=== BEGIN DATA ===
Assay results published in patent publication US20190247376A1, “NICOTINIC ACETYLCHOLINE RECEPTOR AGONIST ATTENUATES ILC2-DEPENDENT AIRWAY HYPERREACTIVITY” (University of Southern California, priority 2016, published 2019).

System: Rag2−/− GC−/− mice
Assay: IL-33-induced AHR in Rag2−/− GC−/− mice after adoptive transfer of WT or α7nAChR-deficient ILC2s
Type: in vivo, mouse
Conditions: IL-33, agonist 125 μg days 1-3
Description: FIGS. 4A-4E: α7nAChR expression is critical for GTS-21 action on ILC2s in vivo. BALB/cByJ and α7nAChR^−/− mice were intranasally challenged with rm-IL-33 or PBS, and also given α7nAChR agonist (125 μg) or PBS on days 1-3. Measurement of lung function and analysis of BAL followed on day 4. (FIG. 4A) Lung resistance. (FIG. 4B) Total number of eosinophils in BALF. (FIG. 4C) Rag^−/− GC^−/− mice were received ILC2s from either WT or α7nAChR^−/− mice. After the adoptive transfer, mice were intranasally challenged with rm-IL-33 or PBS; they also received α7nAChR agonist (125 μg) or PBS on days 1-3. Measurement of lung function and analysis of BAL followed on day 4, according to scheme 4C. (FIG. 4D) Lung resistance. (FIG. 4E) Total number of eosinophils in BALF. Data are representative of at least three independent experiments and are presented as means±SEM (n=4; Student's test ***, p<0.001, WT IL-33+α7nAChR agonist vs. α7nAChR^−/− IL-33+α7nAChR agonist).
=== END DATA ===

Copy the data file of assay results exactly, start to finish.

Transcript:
Assay results published in patent publication US20190247376A1, “NICOTINIC ACETYLCHOLINE RECEPTOR AGONIST ATTENUATES ILC2-DEPENDENT AIRWAY HYPERREACTIVITY” (University of Southern California, priority 2016, published 2019).

System: Rag2−/− GC−/− mice
Assay: IL-33-induced AHR in Rag2−/− GC−/− mice after adoptive transfer of WT or α7nAChR-deficient ILC2s
Type: in vivo, mouse
Conditions: IL-33, agonist 125 μg days 1-3
Description: FIGS. 4A-4E: α7nAChR expression is critical for GTS-21 action on ILC2s in vivo. BALB/cByJ and α7nAChR^−/− mice were intranasally challenged with rm-IL-33 or PBS, and also given α7nAChR agonist (125 μg) or PBS on days 1-3. Measurement of lung function and analysis of BAL followed on day 4. (FIG. 4A) Lung resistance. (FIG. 4B) Total number of eosinophils in BALF. (FIG. 4C) Rag^−/− GC^−/− mice were received ILC2s from either WT or α7nAChR^−/− mice. After the adoptive transfer, mice were intranasally challenged with rm-IL-33 or PBS; they also received α7nAChR agonist (125 μg) or PBS on days 1-3. Measurement of lung function and analysis of BAL followed on day 4, according to scheme 4C. (FIG. 4D) Lung resistance. (FIG. 4E) Total number of eosinophils in BALF. Data are representative of at least three independent experiments and are presented as means±SEM (n=4; Student's test ***, p<0.001, WT IL-33+α7nAChR agonist vs. α7nAChR^−/− IL-33+α7nAChR agonist).